Category Archives: pets

K is for …

Kiss? Nope, don’t want to write about that.

Kites — haven’t tried to fly one in years.

Kids — okay, but goat kids or mine? Goat kids are awfully cute and so hoppy, but I don’t really know anything more about them.

So my kids it is.

I have three human kids & 3 of the furry four-legged type.

My oldest, a daughter, just turned 21. She’s in her third year of college. She started as pre-nursing, changed to health sciences & is now considering medical school. So who knows how many years left to go. She’s smart — tested out of math & humanities, has a 3.7 or so gpa, and is pretty fluent in French (always took the National and AP tests & got high scores and prizes). Since starting college she has also lost weight through smart exercise & food choices. But she hates that some might just discount her intelligence because all they see is that she’s a ‘pretty girl’. ~sigh~

My son is a college freshman, mixing art and computers by studying game design. He’s a very talented artist – as long as you don’t ask him to paint or sculpt. He plays video games, skateboards, has great friends, and just recently got his very first job. He’s funny and snarky and smart and sometimes a mister-cranky-pants. He and I get along really well, sharing a lot of the same interests and off sense of humor.

Youngest is in middle school and has tons of friends. Through the Internet, she started reaching out to people before we even moved so she had friends waiting for her. She has no ideas yet on what she wants to do in the future, but she’s got a few more years before she has to really think about it. She loves girly stuff like doing her hair and nails, and she picked the pink bedroom. Right now she’s enjoying being an ‘only’ child instead of just the youngest.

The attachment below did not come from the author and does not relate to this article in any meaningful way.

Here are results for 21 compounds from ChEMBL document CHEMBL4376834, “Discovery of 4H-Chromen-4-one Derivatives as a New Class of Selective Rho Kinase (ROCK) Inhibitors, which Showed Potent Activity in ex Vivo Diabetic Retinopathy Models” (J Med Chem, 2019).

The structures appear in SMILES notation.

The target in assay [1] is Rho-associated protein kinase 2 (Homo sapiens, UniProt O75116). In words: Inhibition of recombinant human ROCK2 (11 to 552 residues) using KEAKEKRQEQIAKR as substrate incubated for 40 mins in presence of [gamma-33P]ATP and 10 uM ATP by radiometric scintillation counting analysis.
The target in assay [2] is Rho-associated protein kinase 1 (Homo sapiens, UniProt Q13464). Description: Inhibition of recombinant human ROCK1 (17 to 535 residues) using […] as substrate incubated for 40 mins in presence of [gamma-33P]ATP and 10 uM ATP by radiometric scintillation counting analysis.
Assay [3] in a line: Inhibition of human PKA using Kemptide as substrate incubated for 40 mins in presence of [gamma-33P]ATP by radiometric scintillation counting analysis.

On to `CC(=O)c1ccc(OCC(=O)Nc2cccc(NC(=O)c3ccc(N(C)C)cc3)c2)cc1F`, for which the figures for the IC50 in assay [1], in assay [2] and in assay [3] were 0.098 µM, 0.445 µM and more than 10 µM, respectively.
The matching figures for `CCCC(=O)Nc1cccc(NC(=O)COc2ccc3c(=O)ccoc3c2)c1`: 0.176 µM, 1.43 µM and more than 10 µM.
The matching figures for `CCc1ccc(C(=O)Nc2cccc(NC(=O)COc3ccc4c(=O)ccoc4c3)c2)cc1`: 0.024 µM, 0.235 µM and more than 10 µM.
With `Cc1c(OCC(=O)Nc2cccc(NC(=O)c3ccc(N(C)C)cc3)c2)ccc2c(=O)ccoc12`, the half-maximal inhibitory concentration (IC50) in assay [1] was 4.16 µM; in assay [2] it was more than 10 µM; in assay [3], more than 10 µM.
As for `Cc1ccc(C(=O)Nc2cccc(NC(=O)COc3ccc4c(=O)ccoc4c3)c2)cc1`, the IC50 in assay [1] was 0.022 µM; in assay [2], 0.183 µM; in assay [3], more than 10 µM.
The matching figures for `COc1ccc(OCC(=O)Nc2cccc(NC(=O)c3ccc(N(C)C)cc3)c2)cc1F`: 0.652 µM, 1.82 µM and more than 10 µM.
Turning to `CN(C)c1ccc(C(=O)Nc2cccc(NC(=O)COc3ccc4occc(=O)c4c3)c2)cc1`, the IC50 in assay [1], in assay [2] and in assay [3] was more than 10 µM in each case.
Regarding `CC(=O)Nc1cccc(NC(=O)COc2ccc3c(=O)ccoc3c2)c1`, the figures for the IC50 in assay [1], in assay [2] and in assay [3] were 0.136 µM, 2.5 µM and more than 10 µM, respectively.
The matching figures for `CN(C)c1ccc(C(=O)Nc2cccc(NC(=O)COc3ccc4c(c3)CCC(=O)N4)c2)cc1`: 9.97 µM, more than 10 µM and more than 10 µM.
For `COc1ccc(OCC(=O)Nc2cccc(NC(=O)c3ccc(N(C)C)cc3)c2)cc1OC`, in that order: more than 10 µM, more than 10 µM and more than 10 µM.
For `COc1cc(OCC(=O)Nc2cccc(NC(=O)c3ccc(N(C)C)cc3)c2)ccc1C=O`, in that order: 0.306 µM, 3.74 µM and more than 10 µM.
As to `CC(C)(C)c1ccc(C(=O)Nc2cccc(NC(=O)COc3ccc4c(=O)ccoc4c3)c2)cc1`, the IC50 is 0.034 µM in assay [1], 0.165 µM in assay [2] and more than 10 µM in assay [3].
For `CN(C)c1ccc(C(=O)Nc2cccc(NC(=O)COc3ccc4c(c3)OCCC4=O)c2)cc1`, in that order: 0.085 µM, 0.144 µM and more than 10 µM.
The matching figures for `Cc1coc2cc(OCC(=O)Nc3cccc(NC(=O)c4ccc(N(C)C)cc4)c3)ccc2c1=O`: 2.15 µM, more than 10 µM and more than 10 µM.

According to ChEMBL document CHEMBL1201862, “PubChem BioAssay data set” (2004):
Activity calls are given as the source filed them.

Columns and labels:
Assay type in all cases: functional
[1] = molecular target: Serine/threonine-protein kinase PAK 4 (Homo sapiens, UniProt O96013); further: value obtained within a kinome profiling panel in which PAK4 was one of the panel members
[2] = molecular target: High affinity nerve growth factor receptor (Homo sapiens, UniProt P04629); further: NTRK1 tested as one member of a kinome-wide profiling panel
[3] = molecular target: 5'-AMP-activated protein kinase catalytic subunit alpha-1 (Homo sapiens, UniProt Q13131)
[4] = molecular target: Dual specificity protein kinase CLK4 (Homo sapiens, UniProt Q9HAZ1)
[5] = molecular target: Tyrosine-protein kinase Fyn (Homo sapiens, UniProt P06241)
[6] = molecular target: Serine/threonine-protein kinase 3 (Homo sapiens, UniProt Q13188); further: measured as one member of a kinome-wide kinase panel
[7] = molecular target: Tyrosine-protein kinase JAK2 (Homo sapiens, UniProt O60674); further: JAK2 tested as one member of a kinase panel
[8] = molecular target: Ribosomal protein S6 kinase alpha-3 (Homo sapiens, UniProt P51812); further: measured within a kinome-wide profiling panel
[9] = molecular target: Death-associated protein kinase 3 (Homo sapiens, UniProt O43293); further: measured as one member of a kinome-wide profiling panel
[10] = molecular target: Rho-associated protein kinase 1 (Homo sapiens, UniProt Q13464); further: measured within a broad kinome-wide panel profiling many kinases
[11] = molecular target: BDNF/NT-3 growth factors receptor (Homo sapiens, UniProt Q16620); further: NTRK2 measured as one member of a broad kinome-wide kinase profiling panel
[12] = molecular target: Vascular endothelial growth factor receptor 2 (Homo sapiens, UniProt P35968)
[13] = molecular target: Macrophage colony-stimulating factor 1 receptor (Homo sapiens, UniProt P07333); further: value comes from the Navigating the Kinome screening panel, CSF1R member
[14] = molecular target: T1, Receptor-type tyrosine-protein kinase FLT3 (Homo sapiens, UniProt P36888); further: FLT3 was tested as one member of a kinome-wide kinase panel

As for the furry kids —
One long-haired we-don’t-know-what-breed cat who is a flame point with blue eyes. He’s our scaredy cat. But when he wants loves he is quite persistent and has no problems literally getting in your face.

One seal point mitted Ragdoll who is an odd mix of priss and mighty hunter. He’s been known to bring me mice in bed — really not nice at 3am.

One great big 80 lb (so far) 6 month old Landseer Newfoundland puppy. He’s bouncy and drooly and we have no idea how big he will ultimately be.

Advertisements

C is for….

Calla lilies. California. Cats. Children. Curiosity. Crafts. Cross stitch. Confusion…. And some many other things that start with C.

That’s the problem with an A to Z challenge — what to pick for each day’s letter.

Calla lilies — my favorite flower. In all the colors. I have a small pot of pink and purple and white ones on my bedside table. When we lived in California, they grew abundantly in the yard without any tending.

Carnations — another favorite flowers, especially when they have a heavy scent. I love their spiciness.

Cats — I looooooove cats. I’d probably be a crazy cat lady if I thought I could get away with it. I see all the cats at the shelters and with the rescues and I want to save them all. We’ve always had cats. When I was young, it was an orange tabby named Kitzel. Then I had my own brown and grey tabby named Peek-a-boo. My brother had one of her babies, Smokey, a grey tabby. And their was Kaiser, a long haired tortie we rescued who eventually went feral, coming back occasionally to visit. When I met my husband, I had Caleb, a beautiful black domestic short hair. Now we have Charlie – a long haired flame point with blue eyes, and Caesar – a seal point mitted Ragdoll.

I also love wild cats — jaguars, leopards, ocelots, African wildcat, lynx, bobcat, mountain lion, all the various wildcats around the globe. Did you know there’s a Scottish wildcat? Forest wildcat? Steppe wildcat? European wildcat? Usually when people talk about wild cats, we tend to think of the big ones, but there are still a lot of wild smaller ones. Our housecats are most likely descendents of the African wildcat. And did you know that despite centuries of domestication, our housecats are not very different from their wild ancestors since their breeding has not been as rigorously controlled as has dog breeding?